By , August 27, 2021.

Ruling Warhol Art Infringed Prince Pic Stands, 2nd Cir. Says — The court was asked to revisit the decision denying fair use to the Andy Warhol Foundation in the wake of the Supreme Court’s Google v. Oracle decision. It held that application of Google leads to the same conclusion.

Ninth Circuit sides with Sirius XM in dispute over pre-1972 music royalties — “The Ninth Circuit Court of Appeals found Monday that satellite radio station Sirius XM does not have to pay royalties to the band The Turtles for playing their pre-1972 recordings. Unlike typical AM and FM radio stations, digital and satellite radio must pay royalties if they broadcast a song from after 1972 on their airwaves. Howard Kaylan and Mark Volman, the founding members of The Turtles, started Flo & Eddie to have control over their recordings and first sued Sirius XM Radio in 2013. They argued that their ‘exclusive ownership’ under California copyright law entitles them to royalties when their pre-1972 songs are played on-air. A federal judge in California agreed.”

The Federal Circuit Must Correct Texas Court’s Misapplication of Copyright Law in SAS Institute Appeal — Steven Tepp writes, “WPL did not try to compete with SAS by building a different or better product. Instead, it ordered copies of SAS’s products under the guise of an educational license, but with the true intent to reverse-engineer and copy key elements, including the selection and arrangement of its outputs, and even the manuals licensed users receive from SAS. The result is that WPL produced a clone, taking the exact same input and producing the exact same output that SAS does. Avoiding the years of investment and fine-tuning that SAS undertook to create its market-leading software, WPL undercut SAS’s price in the market and lured away SAS’s customers.”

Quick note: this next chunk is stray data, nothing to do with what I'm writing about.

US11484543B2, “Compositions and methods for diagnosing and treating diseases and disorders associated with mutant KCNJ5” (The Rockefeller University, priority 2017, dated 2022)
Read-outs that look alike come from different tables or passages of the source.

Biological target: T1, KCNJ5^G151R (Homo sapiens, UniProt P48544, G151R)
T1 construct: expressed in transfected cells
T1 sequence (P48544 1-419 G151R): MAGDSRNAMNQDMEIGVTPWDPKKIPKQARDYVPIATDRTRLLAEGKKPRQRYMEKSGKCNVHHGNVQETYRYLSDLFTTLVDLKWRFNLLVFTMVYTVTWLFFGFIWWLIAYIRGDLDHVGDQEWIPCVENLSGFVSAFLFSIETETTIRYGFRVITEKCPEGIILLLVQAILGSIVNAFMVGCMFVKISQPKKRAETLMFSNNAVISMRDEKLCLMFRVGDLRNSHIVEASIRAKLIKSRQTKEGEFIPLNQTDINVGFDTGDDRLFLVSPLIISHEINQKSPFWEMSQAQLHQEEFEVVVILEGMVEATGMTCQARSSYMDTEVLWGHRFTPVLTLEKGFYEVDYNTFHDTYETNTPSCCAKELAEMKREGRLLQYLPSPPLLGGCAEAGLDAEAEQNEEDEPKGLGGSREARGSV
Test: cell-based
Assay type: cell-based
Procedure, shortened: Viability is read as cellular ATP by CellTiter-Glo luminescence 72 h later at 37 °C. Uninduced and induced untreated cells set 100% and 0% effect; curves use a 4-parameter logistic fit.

NC Court Grants Motion in Allen v. Cooper to Reconsider Takings Claim — David Newhoff writes a briskly paced recap of state sovereign immunity and the latest development involving the district court in Allen v. Cooper reviving two of the plaintiff videographer’s claims against the state of North Carolina following remand from the Supreme Court, which held his copyright infringement claim barred by the Eleventh Amendment.

CJEU in C-597/19 Mircom: users of P2P networks might be infringing the making available right if duly informed — “After the C-610/15 Ziggo ruling on the operation of an online sharing platform indexing torrent files, it was only a matter of time until the CJEU had to rule on whether users of P2P networks make works available to the public, even if they do not possess a complete file. In the line of previous development, the judgment allows a finding of infringement of copyright where users of P2P networks automatically upload pieces of files containing a protected work. However, it must be established that that user actively chose to use sharing software by giving consent after being duly informed of its characteristics, so they ought to be informed in some way about the automatic upload of already downloaded pieces.”